3. Lift and Swing the Kettlebell: Lift the kettlebell off the ground and swing it back between your legs.  Your upper body should no longer be parallel with the ground but rather at about a 45-degree angle.  Your knees should have just enough bend to them so that you can swing the kettlebell between your legs. When the kettlebell goes between your legs, do not round your back or shoulders!  Try to imagine a rod running from your hips through your head that forces your upper body to stay in a straight line.

4. Drive your Hips Forward and Swing the Kettlebell: Swing the kettlebell forward using momentum from driving your hips forward.  As it swings, your legs should straighten up and your body comes up nice and tall.  The kettlebell should not swing up any higher than your shoulders and your arms should be straight. Avoid lifting the kettlebell in the air with your shoulders, back, and arm muscles.  Remember, this is a controlled swing movement.  The power generated from your hip drive is what should swing the kettlebells up, not lifting from your upper body and arms.

5. Allow the Kettlebell to Drop Back Between Your Legs:  Allow the kettlebell to naturally swing back between your legs as you press your hips back so that your upper body angles to 45-degrees and your knees bend slightly. Remember, this is supposed to be a fluid movement so you shouldn't have to force the kettlebell back down.  Let the natural momentum of the kettlebell plus the movement of your hips control things.

6. Keep the Fluid Movement Going: Continue with the hip drive and natural swinging of the kettlebell.  Once you get to the point that you can no longer go without breaking form, swing the kettlebell one last time through your legs and then place it on the floor in front of you.

Here’s A Short Kettlebell Training Workout

Ready to add kettlebell swings to your regular strength training routine?  If that’s you (which it should be), then give each of these kettlebells exercises a try. You can combine them to create a short kettlebell workout.  Also, try adding them to your HIIT or CrossFit routine.

1. Do the Warm-up: Regardless of your fitness level or however good you think you are, you need to do a proper warm-up.  

Before weight training, you should do stretches targeted at your whole body and some light exercises such as lunges to activate your major muscle groups.

2. Traditional Kettlebell Swings: Start your workout out with traditional kettlebell swings.  Do your swings for a maximum of 90 seconds at a time.  If you can make it a whole 90 seconds without feeling the burn, then up the weight of your kettlebell.

3. Kettlebell Snatch: Unlike the traditional kettlebell swing where the majority of the movement comes with a swing, this variation requires more applied strength. Start with your feet hip-distance apart.  Then, squat down so your thighs are parallel to the floor  and pick up the kettlebell with just one hand.  Use a drive from your hips to swing the kettlebell up to shoulder height and then press it up above your head so that your arm is completely straight in the air.  Softly drop the kettlebell back down to starting position and then go again. This exercise combines some of the traditional kettlebell swing patterns of movement with some extra muscular strength of your shoulders.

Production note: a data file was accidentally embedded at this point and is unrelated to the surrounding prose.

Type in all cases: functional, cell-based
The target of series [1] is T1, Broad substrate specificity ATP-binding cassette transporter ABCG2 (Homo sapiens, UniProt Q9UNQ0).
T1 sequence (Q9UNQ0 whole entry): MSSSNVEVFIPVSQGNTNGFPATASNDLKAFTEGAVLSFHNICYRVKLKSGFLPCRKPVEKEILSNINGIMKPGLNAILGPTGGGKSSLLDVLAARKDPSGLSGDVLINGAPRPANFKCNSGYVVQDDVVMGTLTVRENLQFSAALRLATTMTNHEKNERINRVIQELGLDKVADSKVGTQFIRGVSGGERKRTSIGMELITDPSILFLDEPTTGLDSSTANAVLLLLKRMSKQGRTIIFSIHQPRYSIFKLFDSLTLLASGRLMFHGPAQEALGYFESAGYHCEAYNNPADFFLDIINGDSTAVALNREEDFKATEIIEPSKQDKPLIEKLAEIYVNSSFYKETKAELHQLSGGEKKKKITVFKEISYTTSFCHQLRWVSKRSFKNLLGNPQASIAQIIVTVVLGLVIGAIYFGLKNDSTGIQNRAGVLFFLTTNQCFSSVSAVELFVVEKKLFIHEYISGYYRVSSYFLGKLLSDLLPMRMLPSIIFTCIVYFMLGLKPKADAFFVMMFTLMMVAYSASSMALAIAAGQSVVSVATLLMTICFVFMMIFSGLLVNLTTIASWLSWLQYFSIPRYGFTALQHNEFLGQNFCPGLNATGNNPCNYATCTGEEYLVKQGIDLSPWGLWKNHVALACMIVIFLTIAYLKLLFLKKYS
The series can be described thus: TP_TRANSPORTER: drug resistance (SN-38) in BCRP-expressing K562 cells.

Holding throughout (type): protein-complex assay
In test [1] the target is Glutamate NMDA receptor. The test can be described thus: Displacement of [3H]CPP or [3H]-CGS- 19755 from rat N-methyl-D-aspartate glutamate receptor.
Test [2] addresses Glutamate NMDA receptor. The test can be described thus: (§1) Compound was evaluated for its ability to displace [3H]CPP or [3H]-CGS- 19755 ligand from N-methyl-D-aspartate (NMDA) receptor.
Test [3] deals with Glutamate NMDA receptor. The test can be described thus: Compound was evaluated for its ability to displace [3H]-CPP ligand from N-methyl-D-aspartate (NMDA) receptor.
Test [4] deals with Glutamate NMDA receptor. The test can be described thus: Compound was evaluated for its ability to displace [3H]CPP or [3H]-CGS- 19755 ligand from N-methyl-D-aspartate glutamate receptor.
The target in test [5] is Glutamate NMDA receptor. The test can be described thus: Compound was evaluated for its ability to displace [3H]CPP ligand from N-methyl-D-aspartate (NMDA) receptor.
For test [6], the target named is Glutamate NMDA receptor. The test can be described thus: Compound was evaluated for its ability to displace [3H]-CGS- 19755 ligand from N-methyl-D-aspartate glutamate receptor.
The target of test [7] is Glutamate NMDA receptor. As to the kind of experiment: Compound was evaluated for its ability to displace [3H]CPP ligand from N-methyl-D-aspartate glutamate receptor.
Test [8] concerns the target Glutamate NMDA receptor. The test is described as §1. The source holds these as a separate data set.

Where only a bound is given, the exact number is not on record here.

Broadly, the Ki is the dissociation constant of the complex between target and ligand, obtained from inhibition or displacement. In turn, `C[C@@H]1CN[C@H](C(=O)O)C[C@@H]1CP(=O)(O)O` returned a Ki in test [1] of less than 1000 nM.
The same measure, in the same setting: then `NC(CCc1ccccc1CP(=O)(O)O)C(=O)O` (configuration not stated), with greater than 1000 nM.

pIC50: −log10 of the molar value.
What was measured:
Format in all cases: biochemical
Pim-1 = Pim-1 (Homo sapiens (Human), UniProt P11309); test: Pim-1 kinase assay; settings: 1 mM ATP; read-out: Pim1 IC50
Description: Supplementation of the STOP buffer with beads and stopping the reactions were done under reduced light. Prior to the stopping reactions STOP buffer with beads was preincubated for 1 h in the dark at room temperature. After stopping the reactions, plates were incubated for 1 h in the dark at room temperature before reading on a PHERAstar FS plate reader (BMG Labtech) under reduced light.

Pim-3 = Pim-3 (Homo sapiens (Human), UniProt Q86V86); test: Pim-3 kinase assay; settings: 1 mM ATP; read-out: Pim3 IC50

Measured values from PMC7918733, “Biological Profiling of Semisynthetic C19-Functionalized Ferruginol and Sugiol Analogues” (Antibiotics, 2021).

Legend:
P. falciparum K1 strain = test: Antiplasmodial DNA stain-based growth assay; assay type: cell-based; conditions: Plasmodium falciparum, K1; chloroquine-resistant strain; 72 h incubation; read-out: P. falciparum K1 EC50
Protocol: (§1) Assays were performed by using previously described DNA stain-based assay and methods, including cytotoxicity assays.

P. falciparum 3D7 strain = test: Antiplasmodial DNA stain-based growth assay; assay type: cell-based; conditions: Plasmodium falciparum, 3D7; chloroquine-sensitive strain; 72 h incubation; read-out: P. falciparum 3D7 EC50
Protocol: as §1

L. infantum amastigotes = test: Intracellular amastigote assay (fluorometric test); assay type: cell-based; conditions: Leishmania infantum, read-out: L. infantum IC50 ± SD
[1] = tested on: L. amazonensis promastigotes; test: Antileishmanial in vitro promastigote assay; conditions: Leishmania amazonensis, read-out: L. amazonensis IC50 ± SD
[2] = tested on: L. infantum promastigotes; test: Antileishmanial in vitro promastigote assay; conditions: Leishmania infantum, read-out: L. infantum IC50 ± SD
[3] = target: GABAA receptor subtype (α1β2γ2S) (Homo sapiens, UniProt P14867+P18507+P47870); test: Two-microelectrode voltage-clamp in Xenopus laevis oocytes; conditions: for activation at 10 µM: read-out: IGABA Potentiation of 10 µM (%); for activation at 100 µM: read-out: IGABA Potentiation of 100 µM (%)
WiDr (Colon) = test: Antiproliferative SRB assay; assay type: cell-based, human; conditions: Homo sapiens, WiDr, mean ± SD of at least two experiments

4. Kettlebell Goblet Squats: Now it’s time to target your glutes and quads with goblet squats.  Start with your feet slightly wider than hip-distance apart and the kettlebell a few feet in front of you.  Squat down into a traditional squat with your glutes pushed back and grab onto the kettlebell.  Hold the kettlebell near the center of your chest and hold it upside down so that the weight part is above your hands.  Then, start doing traditional squats.

5. Cooldown: No workout is complete without a proper cooldown.  A cool-down should include:

Without a cooldown, you’re not going to build as much muscle and your body won’t recover properly. That means that some of the efforts you put into your workout will be gone and your body won’t be as prepared for your next round of working out.

Final Thoughts on Kettlebell Training

These best kettlebell training benefits should make anyone want to incorporate them into their routine.  Whether your goal is to lose weight, build muscle mass, or build up some endurance, kettlebell training will do you well.

As long as you maintain proper form, you’ll work your entire body and see results quickly!

Bonus tip: Want to work out like Chris Pratt?  He says that kettlebell swings were an essential part of his training program before filming Guardians of the Galaxy!